Opportunity cost is largely defined as a decision you make that alters your personal landscape going forward. Opportunity costs can impact various – and critical – areas of your daily life, including money, profession, family and home, and other lifestyle elements. Generally, it means having to choose one option over the other, be it money, time or lifestyle options – and living with the implications.
If you are a small business owner, opportunity cost will frequently enter into play. You will need to spend a lot of time weighing whether or not the inevitable consequences of a given decision are outweighed by increases in size that decision provides. And whether business or personal, opportunity cost may also be a tangible figure.
- 16$1,827,000 $119,652 $19,942 $139,594 $60,000 $109,620 $189,214 6%
- Decide which social channels to be on
- Create a Twitter account for a client: 10 minutes
- Review: 119th Annual Exhibition of the Pastel Society 2018
- Give it. Give another little piece of your heart
- Update WordPress regularly
- Is it a well balanced perspective on the art on display in the exhibition
- Podcast Apps
To gain a different perspective on opportunity cost, consider this question: What situations can occur easily opt for just one path over another? Also, what final result am I leaving up for grabs and how is that my opportunity cost? Economists break down opportunity costs in two ways – via “explicit” and “implicit” opportunity costs. An explicit cost is, as one would imply, a price that is shown in your accounting information explicitly. It’s a price that’ll be reflected somewhere in the income statement.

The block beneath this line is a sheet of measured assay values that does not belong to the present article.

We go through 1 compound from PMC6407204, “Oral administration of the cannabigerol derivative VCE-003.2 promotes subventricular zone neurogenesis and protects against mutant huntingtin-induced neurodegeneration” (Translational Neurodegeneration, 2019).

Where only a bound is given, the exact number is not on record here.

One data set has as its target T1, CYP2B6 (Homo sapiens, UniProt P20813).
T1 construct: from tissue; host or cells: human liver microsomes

3,000. The money could have been used to put more advertising in your community, to update your company’s website, or as a down payment on a fresh truck for your business. What outcome results from your decision to buy those yard mowers over other business options is the manifestation of your opportunity cost.
In both examples, the landscaping company owner and the small business entrepreneur are leveraging opportunity costs in positive ways – they’re making choices completely cognizant that the decisions they’re making do have real-world outcomes. Yet the research, study, and due diligence they bring to their decision-making processes raise the likelihood that they’re making the right kind of opportunity cost decisions. The examples of opportunity costs running a business are self-explanatory fairly.
Buying new machinery for your factory has a clear explicit cost. A small business owner declining an annual salary is an obvious implicit cost. But what are some of the true ways opportunity cost can pop-up in and impact your own life? Opportunity costs start fairly early in life. What if you choose to go to college, or opt to learn a trade? Or, if you go to college, which major do you choose? And if you choose to learn a trade, what happens if you choose to be an electrician or if you opt to open a landscaping design company?
Opportunity costs also impact your personal pleasure. Ask anyone who’s have you been divorced what their life would be if they didn’t get married, or were married to someone else? Or, what if you made a decision to spread buying your dream house because the timing wasn’t right, and learned it increased in value two years later significantly?